## Calculus: Early Transcendentals 8th Edition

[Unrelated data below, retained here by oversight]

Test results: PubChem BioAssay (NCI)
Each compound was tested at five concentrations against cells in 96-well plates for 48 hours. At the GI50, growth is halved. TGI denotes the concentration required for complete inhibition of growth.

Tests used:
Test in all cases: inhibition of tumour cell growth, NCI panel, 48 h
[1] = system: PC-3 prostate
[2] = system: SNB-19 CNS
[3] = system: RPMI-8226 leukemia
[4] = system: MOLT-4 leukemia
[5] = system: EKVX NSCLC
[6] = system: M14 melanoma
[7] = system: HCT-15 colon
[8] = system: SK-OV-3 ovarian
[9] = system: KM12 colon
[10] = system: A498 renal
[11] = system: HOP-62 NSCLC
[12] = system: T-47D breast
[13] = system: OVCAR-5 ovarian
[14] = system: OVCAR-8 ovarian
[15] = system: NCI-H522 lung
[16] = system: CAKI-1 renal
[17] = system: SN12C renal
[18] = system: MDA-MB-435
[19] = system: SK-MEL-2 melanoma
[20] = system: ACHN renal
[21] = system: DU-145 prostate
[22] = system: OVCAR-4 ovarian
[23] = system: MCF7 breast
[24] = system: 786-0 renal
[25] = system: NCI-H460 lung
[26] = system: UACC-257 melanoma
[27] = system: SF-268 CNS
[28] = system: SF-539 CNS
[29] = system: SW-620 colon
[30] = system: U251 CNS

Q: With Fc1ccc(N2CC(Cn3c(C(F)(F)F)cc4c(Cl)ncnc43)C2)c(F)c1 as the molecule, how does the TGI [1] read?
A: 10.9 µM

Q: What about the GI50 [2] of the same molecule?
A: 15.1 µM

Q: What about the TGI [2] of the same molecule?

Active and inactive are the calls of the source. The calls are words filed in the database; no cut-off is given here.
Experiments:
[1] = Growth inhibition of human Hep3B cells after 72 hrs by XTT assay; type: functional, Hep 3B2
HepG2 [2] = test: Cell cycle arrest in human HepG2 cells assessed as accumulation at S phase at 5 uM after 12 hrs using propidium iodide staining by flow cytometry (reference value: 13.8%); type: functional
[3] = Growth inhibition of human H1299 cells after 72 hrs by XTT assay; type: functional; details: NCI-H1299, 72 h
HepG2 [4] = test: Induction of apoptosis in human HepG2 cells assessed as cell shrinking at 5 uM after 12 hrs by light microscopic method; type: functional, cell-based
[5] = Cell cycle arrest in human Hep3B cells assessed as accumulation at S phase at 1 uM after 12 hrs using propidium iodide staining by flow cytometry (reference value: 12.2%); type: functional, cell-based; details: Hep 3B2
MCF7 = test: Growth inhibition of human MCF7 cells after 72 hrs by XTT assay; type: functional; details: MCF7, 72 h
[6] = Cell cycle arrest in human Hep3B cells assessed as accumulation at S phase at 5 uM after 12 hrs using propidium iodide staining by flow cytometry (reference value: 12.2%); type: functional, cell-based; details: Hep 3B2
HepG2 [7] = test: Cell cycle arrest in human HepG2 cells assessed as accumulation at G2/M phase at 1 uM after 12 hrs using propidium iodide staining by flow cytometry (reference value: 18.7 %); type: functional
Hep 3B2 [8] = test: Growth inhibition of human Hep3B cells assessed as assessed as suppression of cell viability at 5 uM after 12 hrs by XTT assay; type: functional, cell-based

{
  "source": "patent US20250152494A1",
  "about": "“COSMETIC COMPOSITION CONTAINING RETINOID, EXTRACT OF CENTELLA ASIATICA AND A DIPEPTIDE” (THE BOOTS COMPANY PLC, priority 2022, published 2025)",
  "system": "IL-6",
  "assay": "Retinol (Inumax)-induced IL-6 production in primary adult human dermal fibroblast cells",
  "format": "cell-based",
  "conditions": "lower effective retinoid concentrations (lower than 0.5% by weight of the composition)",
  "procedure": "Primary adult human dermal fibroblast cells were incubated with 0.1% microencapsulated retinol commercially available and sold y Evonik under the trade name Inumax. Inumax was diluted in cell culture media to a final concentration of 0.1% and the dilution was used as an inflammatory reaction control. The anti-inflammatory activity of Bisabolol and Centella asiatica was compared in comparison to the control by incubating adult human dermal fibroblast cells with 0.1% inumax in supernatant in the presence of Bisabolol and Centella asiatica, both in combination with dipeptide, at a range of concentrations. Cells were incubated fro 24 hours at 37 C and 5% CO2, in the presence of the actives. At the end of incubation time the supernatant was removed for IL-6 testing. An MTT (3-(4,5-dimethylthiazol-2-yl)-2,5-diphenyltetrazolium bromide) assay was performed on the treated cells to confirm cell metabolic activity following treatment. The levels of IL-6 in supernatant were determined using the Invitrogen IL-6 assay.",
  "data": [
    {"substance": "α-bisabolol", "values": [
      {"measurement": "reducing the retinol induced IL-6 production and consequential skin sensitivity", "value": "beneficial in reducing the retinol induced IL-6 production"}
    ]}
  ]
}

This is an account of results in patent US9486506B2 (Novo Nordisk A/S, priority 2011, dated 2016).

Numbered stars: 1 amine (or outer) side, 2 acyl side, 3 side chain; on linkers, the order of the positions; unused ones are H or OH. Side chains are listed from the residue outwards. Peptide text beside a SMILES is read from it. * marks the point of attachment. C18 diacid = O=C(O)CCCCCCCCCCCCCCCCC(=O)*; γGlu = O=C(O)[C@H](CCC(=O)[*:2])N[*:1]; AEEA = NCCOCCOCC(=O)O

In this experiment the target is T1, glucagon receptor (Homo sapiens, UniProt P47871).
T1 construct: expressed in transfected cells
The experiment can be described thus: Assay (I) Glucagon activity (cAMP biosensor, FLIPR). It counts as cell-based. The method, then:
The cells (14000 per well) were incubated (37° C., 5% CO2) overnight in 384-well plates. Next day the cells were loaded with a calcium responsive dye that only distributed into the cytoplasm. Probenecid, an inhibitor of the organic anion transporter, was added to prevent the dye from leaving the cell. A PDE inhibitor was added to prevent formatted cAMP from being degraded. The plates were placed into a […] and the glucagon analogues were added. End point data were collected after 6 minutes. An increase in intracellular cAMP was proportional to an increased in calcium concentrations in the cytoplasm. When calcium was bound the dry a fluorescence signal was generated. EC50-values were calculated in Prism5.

(a) $\frac{dy}{dx}=f'\gt0$. This means that $f$ is increasing at this point. We can eliminate points A, E (where graph $f$ is decreasing) and D (where graph $f$ is neither increasing nor decreasing). $\frac{d^2y}{dx^2}=f''\gt0$. This means $f$ is concave upward. This leads us to pick the point B, since $f$ is concave upward at B. (b) $\frac{dy}{dx}=f'\lt0$. This means that $f$ is decreasing at this point. We can eliminate points B, C (where graph $f$ is increasing) and D (where graph $f$ is neither increasing nor decreasing). $\frac{d^2y}{dx^2}=f''\lt0$. This means $f$ is concave downward. This leads us to pick the point E, since $f$ is concave downward at E. (c) $\frac{dy}{dx}=f'\lt0$. This means that $f$ is decreasing at this point. We can eliminate points B, C (where graph $f$ is increasing) and D (where graph $f$ is neither increasing nor decreasing). $\frac{d^2y}{dx^2}=f''\gt0$. This means $f$ is concave upward. This leads us to pick the point A, since $f$ is concave upward at A.